Imagine the scene, where the young man is enticed by the beautiful woman. She beckons for him and he resists because he loves another. Finally, the young man has a change of expression and one of determination and succumbs to his desires. Men and women have a choice, to master their passions or be enslaved to them. You can live a life of free choice or you can be moved by blind impulses.

Let’s say in the example above, the young man succumbs to his desires and is unfaithful, but his young bride never finds out. Is it ok then? There are two issues with this thought and first and foremost, is that nothing you do is unseen to the Lord. Nothing will go unpunished in a sinful life. The second is that you, yourself, know of your unfaithfulness. Even if you can’t express it, you know that you’ve failed. The demons in your head are in and they will continue to whisper to you, louder and louder; you are not free, but enslaved to the master of lies. Only through the sacrament of reconciliation and repentance can you find your burden eased.

In baptism, we are all called to live a chaste life. A life of chastity is a life of mastery over self and allows you to appreciate the integrity of another rather than reducing a person to their sexual function. The 6th commandment is not just about NOT committing adultery, but rather, its about loving one’s neighbor. The commandment is about the integrity of the person.

Not too often do you hear of the word chastity or chase other than as part of some joke (think chastity belt). Much like how today, we hear pride as a good thing to have, but when the good is bad (chase) and the bad is good (pride) do we know the devil is at work trying to trick us. “Chasity means the successful integration of sexuality within the person and thus the inner unity of man in his bodily and spiritual being.” CCC2337. When you are free from the desire, you can know yourself better, live a better and holy life and have a better relationship with your God, who loves you.

In the 6th commandment, at first, you see quiet simply that you must be faithful to your spouse. As you dig more, you come to realize that the 6th commandment is about, once again, love. It’s about the respect and integrity you must acknowledge about your fellow man. As we are drawn more and more closely to God and His love, we can live both a moral and free life but also an unflappable life in knowing God’s love always wins out.

Thank you for reading this blog today! God bless!

The 9th Commandment

“You shall not covet your neighbor’s wife.” Exodus 20:17. This is also restated in Deuteronomy 5:21.  As we discussed previously, the 9th and 10th commandment are linked with a call to NOT desire for both your neighbor’s goods and his wife.  The 9th commandment deals with the desire for another man’s wife and vice versa, a woman to desire another woman’s husband. 

Jesus reinforces this commandment in Matthew 27:28 “But I say to you, everyone who looks at a woman with lust has already committed adultery with her in his heart.”

So, what is wrong with thoughts, they are seemingly harmless.  Clearly, if you stop and think, there are harmful thoughts.  Thoughts of envy, thoughts of greed, thoughts of hatred all diminish your quality of life.  If you are consumed with thoughts of revenge on someone who wronged you, you will find yourself unhappy and miserable.  You could be led to actually hurting the person who wronged you but more than likely, you will hurt those around you with your unpleasant disposition.

Thoughts, driven by lessons, either learned first hand or assumed, can dictate your actions.  If you had a boss that once wronged you, if you let that lesson impact your next experience with your new boss, you will not likely have a good relationship, hurting your career.  For example, if your old boss stole your ideas and presented them to others as his own, if you carry those lessons forward, you may be less likely to share ideas with your new boss, hurting your career by being overly secretive, protective and defensive.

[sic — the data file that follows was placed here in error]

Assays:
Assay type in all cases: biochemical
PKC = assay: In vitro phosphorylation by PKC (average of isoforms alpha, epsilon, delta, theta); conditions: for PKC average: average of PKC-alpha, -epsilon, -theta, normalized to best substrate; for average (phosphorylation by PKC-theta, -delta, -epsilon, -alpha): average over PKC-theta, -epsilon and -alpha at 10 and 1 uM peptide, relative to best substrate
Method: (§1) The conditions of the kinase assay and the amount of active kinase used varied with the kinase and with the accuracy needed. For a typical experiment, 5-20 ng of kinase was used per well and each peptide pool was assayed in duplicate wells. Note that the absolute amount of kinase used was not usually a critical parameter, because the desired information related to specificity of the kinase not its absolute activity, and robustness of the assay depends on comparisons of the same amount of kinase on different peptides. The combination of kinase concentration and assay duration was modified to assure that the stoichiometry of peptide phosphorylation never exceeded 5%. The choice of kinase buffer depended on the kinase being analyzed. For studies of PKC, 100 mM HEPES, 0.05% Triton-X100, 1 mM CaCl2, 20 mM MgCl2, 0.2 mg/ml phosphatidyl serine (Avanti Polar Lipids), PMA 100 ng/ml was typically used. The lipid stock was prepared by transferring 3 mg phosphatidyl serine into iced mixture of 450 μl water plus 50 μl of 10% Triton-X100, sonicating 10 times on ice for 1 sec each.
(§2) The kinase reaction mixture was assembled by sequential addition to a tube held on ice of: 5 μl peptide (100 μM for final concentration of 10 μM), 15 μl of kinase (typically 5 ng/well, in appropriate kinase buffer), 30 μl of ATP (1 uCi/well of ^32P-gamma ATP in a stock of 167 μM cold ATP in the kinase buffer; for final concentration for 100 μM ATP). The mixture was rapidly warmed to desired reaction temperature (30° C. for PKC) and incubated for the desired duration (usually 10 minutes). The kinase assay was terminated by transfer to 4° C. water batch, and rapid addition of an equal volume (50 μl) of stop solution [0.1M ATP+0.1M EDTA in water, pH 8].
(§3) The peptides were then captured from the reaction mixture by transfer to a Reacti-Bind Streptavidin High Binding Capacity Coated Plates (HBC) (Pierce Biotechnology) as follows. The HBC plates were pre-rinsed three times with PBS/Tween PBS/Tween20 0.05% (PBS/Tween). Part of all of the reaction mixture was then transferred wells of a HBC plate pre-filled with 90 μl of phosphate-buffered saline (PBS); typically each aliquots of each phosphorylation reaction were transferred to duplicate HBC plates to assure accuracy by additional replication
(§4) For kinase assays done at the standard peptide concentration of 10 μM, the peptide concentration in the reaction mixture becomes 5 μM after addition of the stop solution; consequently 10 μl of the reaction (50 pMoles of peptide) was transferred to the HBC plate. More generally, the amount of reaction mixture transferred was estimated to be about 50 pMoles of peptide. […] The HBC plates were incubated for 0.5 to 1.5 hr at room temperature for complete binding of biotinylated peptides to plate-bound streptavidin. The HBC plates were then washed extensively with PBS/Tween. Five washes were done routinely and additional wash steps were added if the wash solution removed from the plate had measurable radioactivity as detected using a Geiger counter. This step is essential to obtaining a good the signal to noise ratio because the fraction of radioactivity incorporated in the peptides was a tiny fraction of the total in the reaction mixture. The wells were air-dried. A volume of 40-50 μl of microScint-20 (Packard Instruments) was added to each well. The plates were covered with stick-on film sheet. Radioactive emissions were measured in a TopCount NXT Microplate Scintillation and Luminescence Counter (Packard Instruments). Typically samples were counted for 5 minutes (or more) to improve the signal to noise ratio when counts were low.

Thoughts can hurt you, if they are inconsistent with God’s will.  By stealing your mind away from immoral thoughts of desire, you can more freely think clearly and appropriately.  If you let the desires of flesh consume you, you will never be happy because desires of the flesh and sexual pleasure is not enough to make one’s heart at ease; only the love of God can ease your heart. 

For all of time, pornography has been shunned and widely rejected by society.  Today, we are inundated with pornography on any media device and the evil one himself wants us to believe pornography is harmless.  Why are Christians and Jews so against pornography – because they’ve read and studied the 9th Commandment and know it harms oneself.  Pornography stands as an obstacle to purity of heart and lets in damaging thoughts.  Today, we are free to allow unhealthy thoughts, but we are far from free, rather, we become trapped.  Freedom of desire is to be sought so we can be truly free. 

“Blessed are the pure of heart, for they will see God.” Matthew 5:8.  The 6th Beatitude challenges us to clean our heart and mind.  By purifying your thoughts, you will hear God and know better His will. 

Purity of heart should be desired.  As you work towards adhering to the 9th Commandment, freeing your mind from thoughts of desire, you are better able to see your fellow man and woman as who they truly are, a child of God. 

Purity of the heart brings freedom.  You are no longer enslaved to your desires, but clearly see the dignity of the person.  It is erroneous to want to be free from God, where you are immodest in thought and behavior, only to find yourself trapped in sin and far from God and His love. 

God Bless!

The Ark is Mary

To Moses, by God’s very word: “You shall make an ark of acacia wood, two and a half cubits long, one and a half cubits wide, and one and a half cubits high.  Plate it inside and outside with pure gold, and put a molding of gold around the top of it.”   Exodus 25:10-11

The Lord has the Ark made of pure gold and spends a few chapters explaining how the Ark is to be made pure, flawless and blessed.  Later in Exodus, the dwelling that Moses erects to house the Ark is often covered, or overshadowed, by the cloud of the Lord.